[00:21:31.97] So we knew that ankle mobility and strength through the whole lower body was important for that aspect. And there's been a lot of research done by Jeff Nessler over at the University of California, San Marcos. I think it is. Can't remember off the top of my head. I'm pretty sure it's that one. But they've done a lot of work in a flume looking at paddling performance. And just seeing that essentially you can see from that research, the high loads that are placed on the rotator cuff, particularly the infraspinatus. So, again, from that we saw that research. Also know that one of the major complaints we get from our athletes was a lot of upper trap tightness, a lot of fatigue through the shoulders.

[00:22:15.71] So they're making sure we're doing a lot of work in that space. So you can see from that, it's all around that force production, force absorption. So we'd always be doing Olympic lifts, squats, deadlifts, single-leg squats, a lot of pull-ups, a lot of upper body pulling, all different types of rows, and then a lot of work for the adductors, abductors trunk stability, and rotator cuff. So that was the foundation, but with that, the energy system conditioning. That was probably where it differed a bit, because the professional athletes, anyway, are usually surfing 20 to 30 hours in a week. So, obviously, really high training load.

[00:22:58.68] We know from all of our GPS, time-motion research that pretty much no matter what type of wave it is where you are in the world, so whether it's Europe, Hawaii, Australia, pretty much 50% of the time that you're in the water surfing, it's paddling. So, again, we know from that 20 to 30 hours. So it's 10 to 15 hours a week just of paddling. Again, there's a lot of issues around-- also just wear and tear and sort of fatigue around the rotator cuff. And, as well, we saw that once they got to 15, 16 years old, their aerobic capacities were pretty well maximized. So whatever their aerobic capacity was at 15, 16, it really didn't get any better after that.

[00:23:43.27] And it also didn't need to. It wasn't a quality that we needed more of. There was just a minimum threshold. So based on that we never really used to do a lot of paddling, paddling conditioning, or paddling work. Because the sport pretty well took care of itself in that regard. So the only time we use paddling conditioning is if the athletes, for example, were going to a big wave location-- to Hawaii, Tahiti-- where they needed more sprint paddling. Then, we might do a little bit of work around that. But, again, more that sprint interval type work. Or if, for example, they just didn't surf for three or four weeks, then we might look at incorporating some.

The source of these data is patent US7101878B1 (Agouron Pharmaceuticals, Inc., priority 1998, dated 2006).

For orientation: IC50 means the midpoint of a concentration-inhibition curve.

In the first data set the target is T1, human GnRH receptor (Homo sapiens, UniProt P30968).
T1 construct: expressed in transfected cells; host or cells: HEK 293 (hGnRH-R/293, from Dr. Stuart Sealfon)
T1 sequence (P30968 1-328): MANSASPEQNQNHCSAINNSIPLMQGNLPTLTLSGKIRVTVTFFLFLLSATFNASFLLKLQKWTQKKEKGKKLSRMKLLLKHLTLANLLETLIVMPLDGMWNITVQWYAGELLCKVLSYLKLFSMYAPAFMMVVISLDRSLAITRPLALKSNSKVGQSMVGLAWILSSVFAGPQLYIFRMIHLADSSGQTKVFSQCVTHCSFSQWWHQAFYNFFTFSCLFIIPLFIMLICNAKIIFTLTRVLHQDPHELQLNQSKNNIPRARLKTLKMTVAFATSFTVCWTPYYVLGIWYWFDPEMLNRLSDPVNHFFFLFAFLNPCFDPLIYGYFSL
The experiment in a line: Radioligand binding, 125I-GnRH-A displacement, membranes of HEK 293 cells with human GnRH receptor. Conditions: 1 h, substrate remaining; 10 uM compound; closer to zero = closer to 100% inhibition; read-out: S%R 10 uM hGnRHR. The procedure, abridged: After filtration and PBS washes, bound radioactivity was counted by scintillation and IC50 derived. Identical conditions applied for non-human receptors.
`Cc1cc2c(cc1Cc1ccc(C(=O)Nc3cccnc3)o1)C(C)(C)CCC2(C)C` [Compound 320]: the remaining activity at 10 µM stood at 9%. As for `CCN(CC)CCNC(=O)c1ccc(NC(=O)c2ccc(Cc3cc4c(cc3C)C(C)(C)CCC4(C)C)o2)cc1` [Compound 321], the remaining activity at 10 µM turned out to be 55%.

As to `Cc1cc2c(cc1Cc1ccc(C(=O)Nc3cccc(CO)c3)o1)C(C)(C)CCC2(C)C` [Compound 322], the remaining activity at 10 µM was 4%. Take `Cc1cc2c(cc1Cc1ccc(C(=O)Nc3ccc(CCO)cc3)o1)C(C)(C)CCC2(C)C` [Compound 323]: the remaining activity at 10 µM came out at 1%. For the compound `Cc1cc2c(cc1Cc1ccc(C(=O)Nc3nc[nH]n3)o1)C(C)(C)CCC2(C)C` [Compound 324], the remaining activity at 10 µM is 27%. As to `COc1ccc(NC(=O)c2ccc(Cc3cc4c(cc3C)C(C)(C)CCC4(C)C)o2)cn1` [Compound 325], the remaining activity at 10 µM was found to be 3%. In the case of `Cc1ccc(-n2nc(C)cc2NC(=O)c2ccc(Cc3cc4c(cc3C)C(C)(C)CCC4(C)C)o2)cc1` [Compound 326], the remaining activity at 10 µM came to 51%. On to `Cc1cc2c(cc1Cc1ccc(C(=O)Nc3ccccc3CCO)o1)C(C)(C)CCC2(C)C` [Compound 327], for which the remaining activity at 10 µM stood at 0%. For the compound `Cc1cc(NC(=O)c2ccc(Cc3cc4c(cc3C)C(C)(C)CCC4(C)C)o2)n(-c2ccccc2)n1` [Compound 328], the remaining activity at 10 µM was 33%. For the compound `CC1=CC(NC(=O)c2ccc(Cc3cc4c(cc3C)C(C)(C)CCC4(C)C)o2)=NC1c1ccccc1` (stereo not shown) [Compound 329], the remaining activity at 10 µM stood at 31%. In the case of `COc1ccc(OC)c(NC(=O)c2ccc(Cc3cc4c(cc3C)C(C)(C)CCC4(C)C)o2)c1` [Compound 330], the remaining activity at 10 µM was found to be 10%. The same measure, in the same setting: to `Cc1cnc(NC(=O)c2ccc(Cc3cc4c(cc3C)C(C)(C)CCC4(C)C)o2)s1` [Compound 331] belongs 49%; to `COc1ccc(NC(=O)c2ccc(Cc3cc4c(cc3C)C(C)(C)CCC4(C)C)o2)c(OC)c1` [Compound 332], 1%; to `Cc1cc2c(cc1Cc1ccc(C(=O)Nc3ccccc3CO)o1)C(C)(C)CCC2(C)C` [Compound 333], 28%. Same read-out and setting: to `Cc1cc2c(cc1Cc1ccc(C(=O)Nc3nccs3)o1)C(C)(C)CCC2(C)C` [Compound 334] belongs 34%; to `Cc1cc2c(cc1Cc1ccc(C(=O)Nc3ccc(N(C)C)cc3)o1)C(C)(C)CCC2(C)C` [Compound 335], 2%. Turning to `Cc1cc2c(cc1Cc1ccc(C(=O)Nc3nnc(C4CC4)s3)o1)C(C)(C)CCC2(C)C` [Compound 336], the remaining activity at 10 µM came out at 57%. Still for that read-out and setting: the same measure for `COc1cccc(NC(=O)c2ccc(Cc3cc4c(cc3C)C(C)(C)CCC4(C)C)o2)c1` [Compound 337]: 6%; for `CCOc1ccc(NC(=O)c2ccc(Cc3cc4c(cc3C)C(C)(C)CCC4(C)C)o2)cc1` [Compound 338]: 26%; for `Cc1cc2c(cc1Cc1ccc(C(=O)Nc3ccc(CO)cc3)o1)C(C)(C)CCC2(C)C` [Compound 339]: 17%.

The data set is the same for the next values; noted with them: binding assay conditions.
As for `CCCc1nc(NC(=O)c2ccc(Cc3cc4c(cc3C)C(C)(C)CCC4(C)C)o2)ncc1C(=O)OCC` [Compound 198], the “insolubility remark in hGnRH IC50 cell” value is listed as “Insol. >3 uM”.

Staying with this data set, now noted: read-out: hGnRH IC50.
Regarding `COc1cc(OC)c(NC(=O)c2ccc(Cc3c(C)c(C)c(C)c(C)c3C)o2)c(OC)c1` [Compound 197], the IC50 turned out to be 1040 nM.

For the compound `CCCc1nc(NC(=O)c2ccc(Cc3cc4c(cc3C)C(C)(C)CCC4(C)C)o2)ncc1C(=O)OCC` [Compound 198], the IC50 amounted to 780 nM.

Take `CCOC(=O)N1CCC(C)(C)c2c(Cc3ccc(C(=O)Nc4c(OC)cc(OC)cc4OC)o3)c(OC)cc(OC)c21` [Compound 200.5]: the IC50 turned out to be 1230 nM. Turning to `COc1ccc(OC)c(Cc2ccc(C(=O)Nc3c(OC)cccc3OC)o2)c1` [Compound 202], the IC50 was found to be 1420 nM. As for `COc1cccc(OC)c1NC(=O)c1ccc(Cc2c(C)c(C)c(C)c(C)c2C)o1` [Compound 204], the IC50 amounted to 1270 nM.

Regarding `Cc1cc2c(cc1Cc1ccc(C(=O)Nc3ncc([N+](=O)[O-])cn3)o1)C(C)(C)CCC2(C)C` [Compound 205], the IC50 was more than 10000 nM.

[00:24:20.40] But most of our conditioning type training was more like a mixed methods, mixed methods type focus. A lot of sled, sometimes some block intervals, battle ropes, that type of thing, more like that mixed methods type conditioning. We're essentially just trying to jack the heart rate up and then recover quickly. Because from that physiological standpoint that heart rate control-- being able to increase the heart rate to nearly max and then recover as quickly as possible-- that was more where the relevance to the sport came in. And we didn't want to just jack up the shoulders too much. So that's where we looked at those other methods.

[00:24:59.86] That's a deep dive. I'm ready to hit the waves, man. That was awesome.

[00:25:05.44] Talking to John from Colorado.

[00:25:09.22] Yeah, the waves are at 14,000 feet here. So it's a little bit different. But, no, it's really interesting. And like I said, I've always really enjoyed those-- whether it's a case study-- or just those challenges outside of traditional sports that most of us work with. And I thought there was a lot of really great messages in there, like avoiding too much too soon when you're working with athletes that aren't accustomed to traditional strength and conditioning, identifying KPIs that you're going to emphasize during your training process. And it also speaks to recognizing opportunities for looking into new areas in the field.

[00:25:54.01] Surfing was pretty much untapped without a lot of information. And you were able to really-- on this podcast-- but just in your work really provide a lot of context and support for anyone in the future who wants to work in this area. And the other area you touched on was just looking at common injury trends in the sport. Because obviously health and performance are usually the key areas that we're focused on as performance professionals. And so one thing I want to ask you, your process-- you've spoke a lot to the lessons you've learned as a practitioner and a coach. But this sort of paralleled your research in your dissertation. And these were very intertwined processes for you. Is that the common path for strength and conditioning coaches in Australia to be very connected with sports science research? Or was that unique to your path?

[00:26:50.42] I'd say maybe like a 50-50. It's becoming a lot more common. And I think, to be honest, you'll see it maybe ramp up again just sort of in regards particularly to professional sport post-COVID. Just with the idea that essentially it's a lot cheaper for the organization to have a student come in, undertake a research study where essentially the uni is going to be picking up a portion of the funding. So rather than say having to outlay another 70 80 grand for an assistant S&C, potentially they can bring in a research student in strength and conditioning. And maybe they kind of share the cost. So it might cost them say 20 grand a year or whatever. So I think we might start to see it come a little more in like that.